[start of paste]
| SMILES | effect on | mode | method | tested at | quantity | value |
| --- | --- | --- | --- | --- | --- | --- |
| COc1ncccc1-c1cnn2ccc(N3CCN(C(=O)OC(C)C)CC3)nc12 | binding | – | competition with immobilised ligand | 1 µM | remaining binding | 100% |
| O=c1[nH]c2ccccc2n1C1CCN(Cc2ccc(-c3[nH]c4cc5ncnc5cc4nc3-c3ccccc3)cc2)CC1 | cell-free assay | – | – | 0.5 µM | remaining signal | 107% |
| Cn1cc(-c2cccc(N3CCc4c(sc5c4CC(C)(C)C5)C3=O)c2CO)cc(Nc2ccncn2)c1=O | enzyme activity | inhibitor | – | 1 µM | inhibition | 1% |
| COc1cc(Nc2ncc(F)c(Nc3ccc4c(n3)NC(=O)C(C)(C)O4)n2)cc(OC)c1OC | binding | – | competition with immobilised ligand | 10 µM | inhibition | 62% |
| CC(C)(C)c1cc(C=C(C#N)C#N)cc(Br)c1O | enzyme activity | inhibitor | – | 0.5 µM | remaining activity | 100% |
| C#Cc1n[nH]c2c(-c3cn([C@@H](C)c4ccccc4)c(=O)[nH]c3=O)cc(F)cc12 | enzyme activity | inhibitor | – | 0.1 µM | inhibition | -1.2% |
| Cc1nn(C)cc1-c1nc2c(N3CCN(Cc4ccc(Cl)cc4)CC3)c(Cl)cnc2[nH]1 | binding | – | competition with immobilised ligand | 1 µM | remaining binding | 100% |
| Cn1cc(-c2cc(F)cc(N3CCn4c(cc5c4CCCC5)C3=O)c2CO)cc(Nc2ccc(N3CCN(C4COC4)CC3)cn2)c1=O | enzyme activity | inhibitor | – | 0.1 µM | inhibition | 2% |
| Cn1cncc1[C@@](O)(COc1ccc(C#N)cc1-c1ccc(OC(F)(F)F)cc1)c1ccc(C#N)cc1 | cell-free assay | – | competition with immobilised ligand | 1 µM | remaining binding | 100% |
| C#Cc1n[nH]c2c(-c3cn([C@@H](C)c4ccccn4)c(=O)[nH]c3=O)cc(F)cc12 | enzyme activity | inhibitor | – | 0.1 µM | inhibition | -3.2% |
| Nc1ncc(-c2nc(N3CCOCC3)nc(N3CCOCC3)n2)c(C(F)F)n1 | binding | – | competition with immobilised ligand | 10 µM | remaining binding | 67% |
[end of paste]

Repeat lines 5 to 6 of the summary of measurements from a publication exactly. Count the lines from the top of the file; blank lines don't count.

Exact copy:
| Cn1cc(-c2cccc(N3CCc4c(sc5c4CC(C)(C)C5)C3=O)c2CO)cc(Nc2ccncn2)c1=O | enzyme activity | inhibitor | – | 1 µM | inhibition | 1% |
| COc1cc(Nc2ncc(F)c(Nc3ccc4c(n3)NC(=O)C(C)(C)O4)n2)cc(OC)c1OC | binding | – | competition with immobilised ligand | 10 µM | inhibition | 62% |